“Genisys” gives the impression of motion, and, if anything, its ability to hurtle along at a reasonable clip and excuse itself from your life is almost praise-worthy. Once it finishes plodding through a backstory that was already masterfully delivered in Cameron’s original, it speeds ahead with the breathless energy of a dumb movie that doesn’t want you to pick apart its unsound logic (for example, when given the chance to stop Skynet before it stops, our heroes travel ahead to the day before it achieves self-awareness rather than give themselves ample time to dismantle it).

There are times when “Genisys” almost feels entertaining, even, because it’s full of action beats meant to reduce your mental capacity to simply gawking at digital mayhem, much in the same way a child’s loud toy is meant to distract them. Watching this orgy of pixels grows boring quickly, as the film misses both Cameron’s practicality and his ability to ground an absurd premise in the human condition, whether it be a love story spanning time or a mother’s desperation to protect her son. “Genisys” is “The Terminator” stretched to a comic-book extreme, where the characters carry familiar names but have become nothing more than digital avatars in the service of a plot that’s grown akin to a snake eating its own tail, only it’s somehow shoved itself up its own asshole in the process.

Compounding the problem are Courtney and Emilia Clarke, two misguided casting decisions that doomed this film before production. This is the latest attempt to make Lead Actor Jai Courtney happen, and it may be the most wrongheaded yet since he’s ill-suited to take on the role of Reese, a grizzled, feral time-travelling soldier with a sensitive, vulnerable soul. Courtney feels too cocky and is done no favors by a script that mostly saddles him with dumb one-liners and eye-rolling banter with his co-stars. Thirty years ago, Schwarzenegger read for this role until someone decided his robotic presence was more suited for The Terminator; perhaps the same decision should have been made here with Courtney, in competition here with Jason Clarke to determine who the film’s biggest non-entity is.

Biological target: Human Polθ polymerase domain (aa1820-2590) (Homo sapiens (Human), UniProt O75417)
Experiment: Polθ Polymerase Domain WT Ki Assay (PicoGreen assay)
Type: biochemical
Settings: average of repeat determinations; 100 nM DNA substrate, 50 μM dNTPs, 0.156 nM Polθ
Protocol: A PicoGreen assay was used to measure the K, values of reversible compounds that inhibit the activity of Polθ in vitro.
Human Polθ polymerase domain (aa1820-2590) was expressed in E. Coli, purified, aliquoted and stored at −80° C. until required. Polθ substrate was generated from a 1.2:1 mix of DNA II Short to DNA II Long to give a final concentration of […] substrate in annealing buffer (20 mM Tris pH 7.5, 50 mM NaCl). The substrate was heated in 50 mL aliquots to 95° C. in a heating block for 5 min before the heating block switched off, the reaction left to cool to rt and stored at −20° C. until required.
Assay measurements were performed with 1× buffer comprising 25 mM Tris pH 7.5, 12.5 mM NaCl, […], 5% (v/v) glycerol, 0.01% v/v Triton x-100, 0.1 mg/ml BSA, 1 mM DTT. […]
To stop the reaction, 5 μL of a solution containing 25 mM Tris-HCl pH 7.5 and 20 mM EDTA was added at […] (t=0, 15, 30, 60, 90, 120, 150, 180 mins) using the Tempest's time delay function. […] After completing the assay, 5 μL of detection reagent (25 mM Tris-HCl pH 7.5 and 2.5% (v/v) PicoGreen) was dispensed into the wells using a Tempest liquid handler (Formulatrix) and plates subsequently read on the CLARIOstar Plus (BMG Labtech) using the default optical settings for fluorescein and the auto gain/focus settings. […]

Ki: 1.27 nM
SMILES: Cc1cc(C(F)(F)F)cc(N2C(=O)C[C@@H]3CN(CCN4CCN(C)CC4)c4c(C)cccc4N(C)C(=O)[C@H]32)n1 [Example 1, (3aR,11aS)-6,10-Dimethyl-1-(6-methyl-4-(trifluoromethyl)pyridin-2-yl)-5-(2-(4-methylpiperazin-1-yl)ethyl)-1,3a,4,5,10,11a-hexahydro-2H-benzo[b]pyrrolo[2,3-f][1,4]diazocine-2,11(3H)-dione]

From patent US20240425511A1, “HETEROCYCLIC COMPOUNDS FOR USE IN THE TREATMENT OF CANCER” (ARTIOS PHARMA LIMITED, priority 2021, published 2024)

As Sarah, Emilia Clarke fares marginally better, if only because she at least has some kind of presence about her, even if that presence is not conducive to this version of Sarah Connor, the hardened warrior woman made iconic by Linda Hamilton in “T2.” Clarke struggles throughout to be convincing in this mode, as she especially lacks the smoldering intensity of a woman who has spent a decade preparing for homicidal cyborgs and nuclear oblivion. Between her and Courtney, you can’t shake the feeling that you’re watching “Terminator: Babies” since both skew so much younger than their counterparts (despite both being more or less the same age, remarkably).

But, again, neither is exactly helped by a script that has them bickering back and forth like a couple of teenagers in the latest CW drama. Once you realize Schwarzenegger—who is doing fine work when the screenplay isn’t pulling a drawstring to make him spout his familiar franchise catch-phrases—is ostensibly playing Sarah’s disapproving dad, it especially feels like a bad sitcom or a cornball reboot of “The Sarah Connor Chronicles.” At the very least, Arnold makes all of this watchable because his (and a criminally underused J.K. Simmons’s) comedic bits are the only ones that land. Among those that don’t: a montage where someone wondered “wouldn’t it be cool if the Terminator were arrested and we played ‘Bad Boys’ over his mugshot?”. Honestly, though, did you ever think you’d live to see the day where Schwarzenegger was too good for “The Terminator?” Given the career-best performances he’s turned in his return to acting, this is grunt work.